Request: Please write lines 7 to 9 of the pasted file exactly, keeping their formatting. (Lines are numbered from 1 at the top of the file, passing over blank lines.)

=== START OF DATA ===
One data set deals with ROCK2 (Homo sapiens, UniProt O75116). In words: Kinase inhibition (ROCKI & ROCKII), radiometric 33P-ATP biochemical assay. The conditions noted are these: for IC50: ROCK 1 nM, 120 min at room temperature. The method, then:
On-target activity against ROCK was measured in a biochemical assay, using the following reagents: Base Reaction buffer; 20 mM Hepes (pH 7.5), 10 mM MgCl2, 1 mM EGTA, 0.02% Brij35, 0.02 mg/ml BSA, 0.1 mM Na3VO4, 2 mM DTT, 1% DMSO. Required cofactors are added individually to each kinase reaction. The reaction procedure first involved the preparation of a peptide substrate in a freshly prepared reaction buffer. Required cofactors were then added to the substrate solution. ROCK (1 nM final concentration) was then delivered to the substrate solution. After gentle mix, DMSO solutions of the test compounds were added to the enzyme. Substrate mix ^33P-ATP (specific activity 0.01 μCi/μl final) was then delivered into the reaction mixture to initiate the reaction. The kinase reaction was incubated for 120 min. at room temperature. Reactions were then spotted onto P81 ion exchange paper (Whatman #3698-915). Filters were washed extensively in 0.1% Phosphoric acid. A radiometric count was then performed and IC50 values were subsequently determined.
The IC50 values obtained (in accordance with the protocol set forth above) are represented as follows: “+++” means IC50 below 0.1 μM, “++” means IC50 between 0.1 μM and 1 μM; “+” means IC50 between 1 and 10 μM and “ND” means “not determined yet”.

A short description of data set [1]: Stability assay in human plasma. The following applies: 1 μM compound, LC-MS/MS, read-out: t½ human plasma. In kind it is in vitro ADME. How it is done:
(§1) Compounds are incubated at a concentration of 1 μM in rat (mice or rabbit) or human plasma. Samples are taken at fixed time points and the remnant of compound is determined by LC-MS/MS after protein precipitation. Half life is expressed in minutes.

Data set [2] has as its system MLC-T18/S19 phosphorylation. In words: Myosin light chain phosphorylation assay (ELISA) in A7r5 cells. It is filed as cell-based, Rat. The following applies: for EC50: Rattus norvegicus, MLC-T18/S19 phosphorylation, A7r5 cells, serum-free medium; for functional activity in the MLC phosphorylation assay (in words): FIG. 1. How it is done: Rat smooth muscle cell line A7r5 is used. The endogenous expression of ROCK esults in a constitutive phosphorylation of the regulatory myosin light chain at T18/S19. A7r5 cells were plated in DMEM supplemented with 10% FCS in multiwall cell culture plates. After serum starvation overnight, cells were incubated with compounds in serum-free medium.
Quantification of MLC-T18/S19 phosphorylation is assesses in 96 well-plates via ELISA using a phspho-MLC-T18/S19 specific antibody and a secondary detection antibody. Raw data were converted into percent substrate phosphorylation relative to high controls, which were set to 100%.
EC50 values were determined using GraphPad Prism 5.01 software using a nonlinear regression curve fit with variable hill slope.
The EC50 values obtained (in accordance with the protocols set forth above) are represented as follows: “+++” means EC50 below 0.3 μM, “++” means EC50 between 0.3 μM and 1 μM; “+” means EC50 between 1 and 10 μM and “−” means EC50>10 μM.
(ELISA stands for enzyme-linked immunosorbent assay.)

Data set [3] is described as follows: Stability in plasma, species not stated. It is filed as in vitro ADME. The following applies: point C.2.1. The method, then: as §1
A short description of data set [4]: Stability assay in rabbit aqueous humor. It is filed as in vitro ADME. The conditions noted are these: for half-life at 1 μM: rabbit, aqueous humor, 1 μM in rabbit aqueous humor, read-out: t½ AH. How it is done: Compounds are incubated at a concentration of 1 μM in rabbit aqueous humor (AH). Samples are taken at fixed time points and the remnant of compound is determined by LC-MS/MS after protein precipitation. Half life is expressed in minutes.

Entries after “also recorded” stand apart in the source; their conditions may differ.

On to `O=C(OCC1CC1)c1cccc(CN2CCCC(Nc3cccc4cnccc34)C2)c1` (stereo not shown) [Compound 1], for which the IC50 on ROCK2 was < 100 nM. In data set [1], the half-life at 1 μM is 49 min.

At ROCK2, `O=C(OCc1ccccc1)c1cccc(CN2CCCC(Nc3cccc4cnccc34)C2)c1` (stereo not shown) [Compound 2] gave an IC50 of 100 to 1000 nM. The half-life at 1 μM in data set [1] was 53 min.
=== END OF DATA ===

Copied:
Quantification of MLC-T18/S19 phosphorylation is assesses in 96 well-plates via ELISA using a phspho-MLC-T18/S19 specific antibody and a secondary detection antibody. Raw data were converted into percent substrate phosphorylation relative to high controls, which were set to 100%.
EC50 values were determined using GraphPad Prism 5.01 software using a nonlinear regression curve fit with variable hill slope.
The EC50 values obtained (in accordance with the protocols set forth above) are represented as follows: “+++” means EC50 below 0.3 μM, “++” means EC50 between 0.3 μM and 1 μM; “+” means EC50 between 1 and 10 μM and “−” means EC50>10 μM.